Criterion Predictions #200: Citizen Kane, by Alexander Miller
Title: Citizen Kane
Director: Orson Welles
Cast: Orson Welles, Dorothy Comingore, Joseph Cotten, Agnes Moorehead, Ray Collins, George Coulouris, Paul Stewart
Synopsis: After the death of infamous and controversial newspaper magnate Charles Foster Kane, journalists tirelessly search for the meaning behind his last word, “rosebud.” In doing so, they uncover a plethora of stories about a man whose grand ambitions and desires were unrequited despite amassing a fortune, international fame, and treasures from around the world.
Critique: Every so often, whether I plan on watching them or not, I’ll grab every Welles movie I own off the shelf, put them in a pile, set them down next to the couch and rifle through them. If it’s a Criterion release I’ll thumb through the essays, read the synopsis on the case, look at the box art, and mull over the enigmatic career, and personage that is Orson Welles. If anyone asks which is my favorite, or which movie is Welles’ best, I’ll never be able to make up my mind, with so many varying aspects to his body of work it feels impossible to land on a definitive movie. But after seeing The Other Side of the Wind last year something came to light. Its mixed media meta-textual construction feels leaps and bounds ahead of its time (whether you’re talking 1970’s or present-day), but it’s actually a consistent Wellesian thread going back to his debut feature, Citizen Kane. The film’s episodic, non-linear structure; the integration of newsreel, stock footage, and staged footage; the level of technical ambition in Citizen Kane is unparalleled, and there are enough subtly dazzling camera techniques, editing and lighting tricks in the films two opening scenes that would not only set the tone for the entirety of Citizen Kane as well as Welles’ varied career.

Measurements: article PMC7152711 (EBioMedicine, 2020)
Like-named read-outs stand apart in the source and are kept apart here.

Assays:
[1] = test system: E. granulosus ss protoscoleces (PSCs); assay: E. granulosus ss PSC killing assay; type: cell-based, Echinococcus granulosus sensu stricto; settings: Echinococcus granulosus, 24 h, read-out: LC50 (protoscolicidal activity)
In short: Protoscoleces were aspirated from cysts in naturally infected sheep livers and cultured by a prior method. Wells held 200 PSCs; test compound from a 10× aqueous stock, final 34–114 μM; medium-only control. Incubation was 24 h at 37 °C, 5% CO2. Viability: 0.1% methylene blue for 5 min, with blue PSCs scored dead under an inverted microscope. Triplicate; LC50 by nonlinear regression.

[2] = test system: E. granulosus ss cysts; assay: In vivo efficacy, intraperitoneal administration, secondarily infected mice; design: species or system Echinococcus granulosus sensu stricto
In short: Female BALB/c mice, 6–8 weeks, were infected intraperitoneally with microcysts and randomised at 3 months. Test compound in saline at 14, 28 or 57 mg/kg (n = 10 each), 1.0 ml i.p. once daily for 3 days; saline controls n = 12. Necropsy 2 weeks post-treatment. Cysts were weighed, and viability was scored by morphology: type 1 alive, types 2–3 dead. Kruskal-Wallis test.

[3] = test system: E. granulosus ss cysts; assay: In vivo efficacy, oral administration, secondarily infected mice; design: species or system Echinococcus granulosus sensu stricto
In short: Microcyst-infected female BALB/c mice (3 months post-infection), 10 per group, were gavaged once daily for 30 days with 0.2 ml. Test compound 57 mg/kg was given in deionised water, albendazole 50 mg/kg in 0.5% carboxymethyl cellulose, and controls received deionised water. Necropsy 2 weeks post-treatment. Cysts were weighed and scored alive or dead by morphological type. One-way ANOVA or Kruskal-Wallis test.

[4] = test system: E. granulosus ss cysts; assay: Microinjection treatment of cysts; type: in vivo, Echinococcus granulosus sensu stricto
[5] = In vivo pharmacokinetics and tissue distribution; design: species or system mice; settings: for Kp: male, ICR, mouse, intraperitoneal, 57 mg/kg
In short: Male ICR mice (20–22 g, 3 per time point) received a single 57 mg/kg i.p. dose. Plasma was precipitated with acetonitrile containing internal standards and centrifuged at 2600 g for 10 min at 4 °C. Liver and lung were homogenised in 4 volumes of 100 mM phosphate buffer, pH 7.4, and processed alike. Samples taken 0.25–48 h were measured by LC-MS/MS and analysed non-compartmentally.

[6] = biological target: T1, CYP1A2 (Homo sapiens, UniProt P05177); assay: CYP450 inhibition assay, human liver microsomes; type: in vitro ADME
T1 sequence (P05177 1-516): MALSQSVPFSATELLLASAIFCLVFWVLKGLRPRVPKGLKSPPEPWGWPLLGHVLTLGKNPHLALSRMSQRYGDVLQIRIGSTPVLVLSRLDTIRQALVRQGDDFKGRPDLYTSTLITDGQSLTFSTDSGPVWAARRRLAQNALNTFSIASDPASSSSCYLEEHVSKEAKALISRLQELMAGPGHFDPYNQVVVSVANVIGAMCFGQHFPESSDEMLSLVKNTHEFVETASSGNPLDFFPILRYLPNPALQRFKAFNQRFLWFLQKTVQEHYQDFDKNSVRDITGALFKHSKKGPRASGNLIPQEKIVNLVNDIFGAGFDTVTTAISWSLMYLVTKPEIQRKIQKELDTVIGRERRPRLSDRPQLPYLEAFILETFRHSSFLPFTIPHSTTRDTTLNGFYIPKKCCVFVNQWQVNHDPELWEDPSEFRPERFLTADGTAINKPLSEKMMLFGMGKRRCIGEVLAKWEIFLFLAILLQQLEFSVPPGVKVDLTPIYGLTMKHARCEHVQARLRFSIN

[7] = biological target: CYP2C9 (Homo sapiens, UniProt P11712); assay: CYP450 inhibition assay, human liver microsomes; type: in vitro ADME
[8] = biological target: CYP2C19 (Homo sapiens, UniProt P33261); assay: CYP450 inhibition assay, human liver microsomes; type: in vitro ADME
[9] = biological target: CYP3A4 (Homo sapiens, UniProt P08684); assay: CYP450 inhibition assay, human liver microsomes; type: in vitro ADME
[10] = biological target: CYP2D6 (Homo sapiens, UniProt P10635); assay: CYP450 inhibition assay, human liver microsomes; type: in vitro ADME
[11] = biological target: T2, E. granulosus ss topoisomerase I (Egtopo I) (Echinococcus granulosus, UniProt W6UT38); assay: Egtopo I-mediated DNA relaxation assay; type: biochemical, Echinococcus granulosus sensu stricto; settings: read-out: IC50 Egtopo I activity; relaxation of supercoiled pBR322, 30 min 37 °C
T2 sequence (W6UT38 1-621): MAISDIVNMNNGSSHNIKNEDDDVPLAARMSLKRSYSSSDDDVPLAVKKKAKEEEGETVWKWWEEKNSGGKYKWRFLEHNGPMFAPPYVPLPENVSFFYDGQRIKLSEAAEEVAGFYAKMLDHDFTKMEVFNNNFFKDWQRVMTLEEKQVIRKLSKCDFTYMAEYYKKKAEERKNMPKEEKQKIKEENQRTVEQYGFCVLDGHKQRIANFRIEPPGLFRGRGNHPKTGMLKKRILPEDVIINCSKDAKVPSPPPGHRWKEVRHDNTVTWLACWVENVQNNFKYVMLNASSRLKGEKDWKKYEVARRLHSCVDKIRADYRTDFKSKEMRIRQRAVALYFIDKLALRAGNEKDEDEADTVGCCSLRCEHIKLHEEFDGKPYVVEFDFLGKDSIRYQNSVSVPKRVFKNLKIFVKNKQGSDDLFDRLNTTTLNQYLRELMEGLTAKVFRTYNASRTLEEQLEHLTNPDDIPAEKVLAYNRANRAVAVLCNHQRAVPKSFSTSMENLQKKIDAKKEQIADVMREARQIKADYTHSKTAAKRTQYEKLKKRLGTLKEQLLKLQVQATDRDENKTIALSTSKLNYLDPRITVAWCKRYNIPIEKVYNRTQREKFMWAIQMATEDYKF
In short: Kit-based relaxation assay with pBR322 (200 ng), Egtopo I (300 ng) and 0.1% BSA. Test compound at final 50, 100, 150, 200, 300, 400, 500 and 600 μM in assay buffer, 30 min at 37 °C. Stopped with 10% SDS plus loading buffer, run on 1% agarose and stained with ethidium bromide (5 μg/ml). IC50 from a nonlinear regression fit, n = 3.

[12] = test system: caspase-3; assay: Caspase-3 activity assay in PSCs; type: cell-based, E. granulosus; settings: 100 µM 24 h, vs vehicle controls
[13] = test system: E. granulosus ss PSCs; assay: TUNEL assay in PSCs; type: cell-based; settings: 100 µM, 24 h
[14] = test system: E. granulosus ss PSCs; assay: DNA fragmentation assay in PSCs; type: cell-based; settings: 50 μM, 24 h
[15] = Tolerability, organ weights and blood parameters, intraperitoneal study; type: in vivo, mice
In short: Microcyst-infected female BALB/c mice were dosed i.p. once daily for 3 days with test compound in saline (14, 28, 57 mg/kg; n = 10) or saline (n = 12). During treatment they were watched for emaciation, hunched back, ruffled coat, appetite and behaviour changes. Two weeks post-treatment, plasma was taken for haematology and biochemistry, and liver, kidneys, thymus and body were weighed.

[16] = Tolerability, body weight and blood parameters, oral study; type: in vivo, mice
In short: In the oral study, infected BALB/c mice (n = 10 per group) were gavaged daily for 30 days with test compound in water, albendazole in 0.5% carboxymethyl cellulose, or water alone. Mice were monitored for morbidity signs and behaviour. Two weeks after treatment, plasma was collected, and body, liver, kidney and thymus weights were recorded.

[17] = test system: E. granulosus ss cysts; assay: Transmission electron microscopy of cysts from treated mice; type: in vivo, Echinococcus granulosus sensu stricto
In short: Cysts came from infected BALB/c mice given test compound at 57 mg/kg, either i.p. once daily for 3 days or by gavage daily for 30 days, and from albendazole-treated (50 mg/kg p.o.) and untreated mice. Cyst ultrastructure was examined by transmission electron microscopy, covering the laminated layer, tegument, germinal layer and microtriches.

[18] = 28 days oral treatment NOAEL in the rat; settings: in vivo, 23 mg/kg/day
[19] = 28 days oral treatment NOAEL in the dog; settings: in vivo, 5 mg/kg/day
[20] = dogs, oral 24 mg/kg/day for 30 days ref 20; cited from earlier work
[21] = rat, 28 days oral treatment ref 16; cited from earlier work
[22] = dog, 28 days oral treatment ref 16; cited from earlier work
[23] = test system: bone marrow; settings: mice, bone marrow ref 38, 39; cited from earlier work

Why it Belongs in the Collection: It’s Citizen Kane.